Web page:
Men’s fashion sensation, brought to you from Wittenberg

(First published in the May 3, 2018 issue of City Pages)

Antonio Centeno runs his nationally renowned Real Men, Real Style YouTube channel from a small studio in Wittenberg.


Antonio Centeno runs his Real Men, Real Style conglomerate from a small unmarked building in Wittenberg. He says most people in town have no idea what he does for a living.

Wittenberg is a small town of roughly 1,000 people, near the Marathon and Shawano county border. The high school is shared with nearby Birnamwood, the Ho-chunk Casino is nearby, and the most prominent business is Nueske’s Meats, known for their mouthwatering bacon. It’s quintessential small town America.

Wittenberg is also home to an internationally known fashion guru and YouTube celebrity.

Housed in a small, unmarked building in the village is the studio of Antonio Centeno, founder of Real Men, Real Style, which runs a website, podcasts, and courses on how to dress. From this small studio Centeno creates the videos that make their way to more than 1.8 million YouTube subscribers around the world.

Look at some of the videos on Real Men, Real Style page and it’s quickly apparent why Centeno is such a hit. These easy-to-digest and directly informative videos focus on a subject on which many men are begging for inspiration: fashion.

Videos with titles such as “Brown Vs. Black Dress Shoes | Which Men’s Shoe Is Best” and “What REALLY Makes Men Attractive To Women” practically beg the viewer to click for more.

The YouTube channel is just one part of the picture. Centeno also started the media company Menfluential, a combination of men’s style bloggers, YouTubers and other influencers who he connects with companies that want to advertise. Centeno himself is a fashion contributor for The Art of Manliness website, whose Facebook page is followed by more than 1 million people.

Centeno is such a business unto himself that he now hires “virtual” assistants from around the world—connecting with him online—to help him schedule meetings, help with business matters, answer fan questions, and even produce the final videos (Centeno shoots the videos himself in his studio, then sends them out to videographers for editing).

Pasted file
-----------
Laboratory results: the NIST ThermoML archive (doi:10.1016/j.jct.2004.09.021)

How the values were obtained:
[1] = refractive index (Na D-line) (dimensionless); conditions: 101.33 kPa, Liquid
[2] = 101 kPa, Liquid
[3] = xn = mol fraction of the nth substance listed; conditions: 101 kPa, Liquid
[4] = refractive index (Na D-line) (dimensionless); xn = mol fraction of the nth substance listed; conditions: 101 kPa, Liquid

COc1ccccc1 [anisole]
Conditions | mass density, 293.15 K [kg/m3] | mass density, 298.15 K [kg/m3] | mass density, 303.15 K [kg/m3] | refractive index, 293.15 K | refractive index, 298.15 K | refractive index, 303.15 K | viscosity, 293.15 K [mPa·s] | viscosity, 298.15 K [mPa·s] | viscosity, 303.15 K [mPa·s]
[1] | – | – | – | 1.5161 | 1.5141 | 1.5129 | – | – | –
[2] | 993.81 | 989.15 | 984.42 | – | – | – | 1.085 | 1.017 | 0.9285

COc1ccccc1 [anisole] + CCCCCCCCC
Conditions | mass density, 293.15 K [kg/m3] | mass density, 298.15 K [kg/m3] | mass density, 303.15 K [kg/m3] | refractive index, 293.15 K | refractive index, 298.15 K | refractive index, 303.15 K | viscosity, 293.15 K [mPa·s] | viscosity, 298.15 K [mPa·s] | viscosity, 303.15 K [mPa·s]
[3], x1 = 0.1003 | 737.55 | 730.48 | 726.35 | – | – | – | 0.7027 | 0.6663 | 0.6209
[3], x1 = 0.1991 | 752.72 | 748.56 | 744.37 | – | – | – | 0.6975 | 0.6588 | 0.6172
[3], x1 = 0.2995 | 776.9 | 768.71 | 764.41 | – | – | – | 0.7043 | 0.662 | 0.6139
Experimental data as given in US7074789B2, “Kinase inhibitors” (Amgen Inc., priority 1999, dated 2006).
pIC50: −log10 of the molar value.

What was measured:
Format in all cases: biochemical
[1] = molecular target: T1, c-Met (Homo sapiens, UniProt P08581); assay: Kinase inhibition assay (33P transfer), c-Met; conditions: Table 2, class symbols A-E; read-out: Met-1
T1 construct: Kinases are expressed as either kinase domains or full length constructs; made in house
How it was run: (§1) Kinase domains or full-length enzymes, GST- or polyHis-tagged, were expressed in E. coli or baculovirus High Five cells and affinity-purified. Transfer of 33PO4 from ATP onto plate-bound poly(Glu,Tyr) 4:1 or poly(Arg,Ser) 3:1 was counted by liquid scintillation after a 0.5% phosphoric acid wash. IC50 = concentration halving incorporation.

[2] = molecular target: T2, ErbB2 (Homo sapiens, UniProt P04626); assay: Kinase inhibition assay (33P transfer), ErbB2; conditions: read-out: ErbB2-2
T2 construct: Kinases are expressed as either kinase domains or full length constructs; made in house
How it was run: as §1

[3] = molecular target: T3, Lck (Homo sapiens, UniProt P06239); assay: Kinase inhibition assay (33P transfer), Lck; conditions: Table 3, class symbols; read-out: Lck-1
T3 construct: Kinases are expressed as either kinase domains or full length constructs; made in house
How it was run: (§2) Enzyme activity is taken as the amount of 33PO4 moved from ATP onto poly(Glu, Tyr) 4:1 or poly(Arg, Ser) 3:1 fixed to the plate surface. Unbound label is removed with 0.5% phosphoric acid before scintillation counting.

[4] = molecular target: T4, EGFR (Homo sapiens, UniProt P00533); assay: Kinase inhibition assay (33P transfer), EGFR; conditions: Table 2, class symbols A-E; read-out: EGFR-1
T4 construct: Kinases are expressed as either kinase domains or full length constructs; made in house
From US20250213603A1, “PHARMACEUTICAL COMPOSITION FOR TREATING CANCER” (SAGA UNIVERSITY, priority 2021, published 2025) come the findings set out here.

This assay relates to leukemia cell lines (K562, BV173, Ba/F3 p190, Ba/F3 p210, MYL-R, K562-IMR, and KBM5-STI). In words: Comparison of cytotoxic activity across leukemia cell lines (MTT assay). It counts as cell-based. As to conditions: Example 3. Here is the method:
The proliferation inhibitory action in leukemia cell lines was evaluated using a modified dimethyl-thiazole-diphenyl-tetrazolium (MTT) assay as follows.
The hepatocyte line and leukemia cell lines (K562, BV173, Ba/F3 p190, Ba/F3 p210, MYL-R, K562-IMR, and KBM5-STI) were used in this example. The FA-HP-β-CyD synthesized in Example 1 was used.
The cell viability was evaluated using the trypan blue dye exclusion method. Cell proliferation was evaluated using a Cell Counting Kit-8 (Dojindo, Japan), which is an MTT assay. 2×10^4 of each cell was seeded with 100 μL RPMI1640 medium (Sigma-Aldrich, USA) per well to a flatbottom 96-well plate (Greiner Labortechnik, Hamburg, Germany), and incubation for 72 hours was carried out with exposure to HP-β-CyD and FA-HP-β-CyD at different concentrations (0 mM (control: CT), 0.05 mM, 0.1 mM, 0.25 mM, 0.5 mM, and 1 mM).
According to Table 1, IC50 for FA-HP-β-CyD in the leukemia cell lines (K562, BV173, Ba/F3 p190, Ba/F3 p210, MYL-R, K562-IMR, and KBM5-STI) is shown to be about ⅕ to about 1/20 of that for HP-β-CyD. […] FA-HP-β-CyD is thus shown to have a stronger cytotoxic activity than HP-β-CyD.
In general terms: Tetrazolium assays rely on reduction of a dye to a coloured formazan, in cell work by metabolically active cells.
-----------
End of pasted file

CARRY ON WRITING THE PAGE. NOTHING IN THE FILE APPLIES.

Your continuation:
Scheduling an interview with him meant going through one of his assistants, and it took some time to set up because he spends a lot of time traveling, for both business and family adventures (he and his wife have four young children).

In person, Centeno proved just as warm, friendly, welcoming and inspirational as he appears in his videos. Even in his self-described subdued clothing choice —still well put together for central Wisconsin— he appears an immaculate connoisseur of style.

Centeno is likely the most successful YouTuber in central Wisconsin. If you know anyone more successful, send them my way to be interviewed! But many other local entrepreneurs are trying to carve out some success on the platform. YouTube started off as a way to share video, and somewhere along the way started creating stars who could monetize their content—even when based in the most unexpected places.

From Texas to Wittenberg to worldwide


A first obvious question for Centeno, who’s originally from Texas: What exactly brought him to Wittenberg?

Centeno served in the Marine Corps from 1997 to 2003, and then also worked in the Ukraine, at one point as an election observer. He met his wife there, and became curious about the business of men’s fashion when he had difficulty finding a quality but affordable suit in the Ukraine.

Centeno came to Central Wisconsin to take a job in Wittenberg after completely his MBA at the University of Texas in Austin. “I was promptly fired,” Centeno jokes, as we sit in his studio.

He already had bought a house with his wife, and had an idea for an online business centered around clothing. Wittenberg offered a low cost of living—a nice advantage to someone starting an online business—so he decided to stay.